Biden says 'Bidenomics' will restore the American dream

Agence France-Presse
Biden says 'Bidenomics' will restore the American dream
US President Joe Biden speaks about foreign policy at the State Department in Washington, DC, on February 4, 2021.
AFP / Saul Loeb

CHICAGO, United States — President Joe Biden vowed Wednesday to restore the American dream in a speech promoting his "Bidenomics" policy that he said will deliver a clean break with decades of Republican economic thinking benefiting the rich.

"Bidenomics is about the future. Bidenomics is just another way of saying restore the American dream," the Democrat said in Chicago.

The half-hour speech sought to reach working and middle-class voters vital to Biden's hopes of re-election in 2024 -- many of whom have drifted from the Democratic party to back populist right-winger Donald Trump.

Biden highlighted hundreds of billions of dollars in public investments during his first two years in office to revamp infrastructure and kickstart high-tech manufacturing. 

He aimed squarely at Trump's base by referring to the way globalization had destroyed US industrial communities and stripped workers of "dignity, pride and hope."

Without naming Trump, whom he defeated in 2020 but could well face again next year, Biden said Republican leaders had brought ruin with tax cuts for the wealthy in belief that the benefits would later "trickle down" to ordinary people.

"Bidenomics," he said, is a "fundamental break with the economic theory that has failed America's middle class for decades now."

The Democrat's speech, heavily promoted by the White House, also saw him take credit for a powerful US recovery from the Covid pandemic shutdown and subsequent supply chain nightmares.

"The US has the highest economic growth rate of leading economies," he said.

It's a bold, potentially risky move for Biden to put the economy at the center of his re-election platform, brushing aside months of warnings that the world's biggest economy might still hit a post-pandemic recession.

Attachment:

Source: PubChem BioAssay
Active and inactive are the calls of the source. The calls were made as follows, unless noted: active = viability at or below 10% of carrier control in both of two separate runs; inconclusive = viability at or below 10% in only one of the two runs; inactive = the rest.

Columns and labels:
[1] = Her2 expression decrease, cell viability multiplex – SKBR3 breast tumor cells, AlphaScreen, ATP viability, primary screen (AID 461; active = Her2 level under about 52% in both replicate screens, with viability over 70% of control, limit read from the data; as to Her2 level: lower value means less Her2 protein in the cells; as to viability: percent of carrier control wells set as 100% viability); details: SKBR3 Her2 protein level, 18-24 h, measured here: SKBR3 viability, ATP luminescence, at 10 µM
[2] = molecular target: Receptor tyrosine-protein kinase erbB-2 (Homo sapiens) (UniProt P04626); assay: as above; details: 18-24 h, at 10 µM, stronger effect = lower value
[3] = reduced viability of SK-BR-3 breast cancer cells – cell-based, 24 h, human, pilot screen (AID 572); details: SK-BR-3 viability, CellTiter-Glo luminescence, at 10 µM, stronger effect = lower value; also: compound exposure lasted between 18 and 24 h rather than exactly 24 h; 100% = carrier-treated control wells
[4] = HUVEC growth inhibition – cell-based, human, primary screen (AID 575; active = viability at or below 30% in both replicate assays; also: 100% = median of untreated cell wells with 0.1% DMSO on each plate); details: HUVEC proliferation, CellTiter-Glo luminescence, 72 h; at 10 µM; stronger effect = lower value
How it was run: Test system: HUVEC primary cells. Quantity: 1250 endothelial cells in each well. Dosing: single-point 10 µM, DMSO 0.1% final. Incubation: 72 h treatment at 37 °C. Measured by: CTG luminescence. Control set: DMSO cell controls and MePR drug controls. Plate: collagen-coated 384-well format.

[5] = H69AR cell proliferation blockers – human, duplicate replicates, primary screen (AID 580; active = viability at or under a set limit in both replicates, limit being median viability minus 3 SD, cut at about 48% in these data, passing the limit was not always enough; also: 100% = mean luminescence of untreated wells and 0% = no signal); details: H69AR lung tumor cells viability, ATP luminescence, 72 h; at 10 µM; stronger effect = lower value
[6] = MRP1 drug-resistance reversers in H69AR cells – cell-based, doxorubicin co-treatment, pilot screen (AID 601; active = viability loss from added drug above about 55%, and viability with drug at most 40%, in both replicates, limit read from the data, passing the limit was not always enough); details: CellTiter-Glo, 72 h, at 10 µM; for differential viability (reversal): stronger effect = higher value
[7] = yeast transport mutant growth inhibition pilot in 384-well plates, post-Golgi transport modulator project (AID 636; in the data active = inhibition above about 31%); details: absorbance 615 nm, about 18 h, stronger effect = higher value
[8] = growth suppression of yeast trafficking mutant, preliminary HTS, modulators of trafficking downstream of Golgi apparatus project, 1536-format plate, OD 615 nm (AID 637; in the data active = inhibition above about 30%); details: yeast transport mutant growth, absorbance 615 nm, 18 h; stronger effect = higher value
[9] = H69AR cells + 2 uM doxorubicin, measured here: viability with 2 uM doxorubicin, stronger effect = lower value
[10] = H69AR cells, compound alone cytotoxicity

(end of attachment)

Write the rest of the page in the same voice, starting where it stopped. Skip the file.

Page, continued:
Putting his name on it is even bolder, with Bidenomics deliberately echoing and refuting Republicans' long-cherished Reaganomics, in reference to the 1980s boom under Ronald Reagan.

"Biden and the Radical Democrat Congress singlehandedly created the highest inflation in decade," Trump said in a written message responding to Biden's speech, claiming erroneously that his opponent had brought the "the worst economic decline since the Great Depression."

Bidenomics or Reaganomics?

So far, the sales pitch is having trouble getting through -- in large part due to the lingering inflationary pressures on a country that had grown used to modest price increases.

A May poll by ABC News/Washington Post even found Biden's scandal-plagued Republican predecessor Trump leading by 18 percentage points on the question of who handled the economy better.

But the White House says inflation is on a slow but steady decline, and that Bidenomics is changing the playing field in a way that will benefit the middle classes.

Huge spending bills passed by Congress during Biden's first two years in power are pouring money into green energy technology, semiconductors, and not less than $550 billion for revamping the country's roads, bridges and other infrastructure.

Lael Brainard, director of the National Economic Council, told reporters Tuesday that the Reagan-era trickle-down theory led to the hollowing out of US industrial cities with offshoring and abandonment of ambitious infrastructure upgrades.

By contrast, Biden is using government funding as a catalyst for a "boom in private sector spending in manufacturing construction," she said.

Brainard touted funding for expansion of broadband internet to every corner of the United States as an echo of Franklin Roosevelt's epic electrification program to modernize the nation in the 1930s.

As for getting voters to buy into the Bidenomics pitch, that will come as Americans start seeing the funds begin to kick in, White House Principal Deputy Press Secretary Olivia Dalton said.

"We're seeing shovels in grounds, we're seeing private investment come back to our country, we're seeing millions of jobs created. So now is the time, with all of those accomplishments, (when) the president can take this message to the American people and say this is what Bidenomics is," Dalton said.

"We're just starting to feel the impact."

Biden told supporters at a separate event in Chicago that he was "looking forward" to the re-election battle.

"You know why? Because we've got a story to tell," he said. "We're not only changing the country, we're transforming the country."

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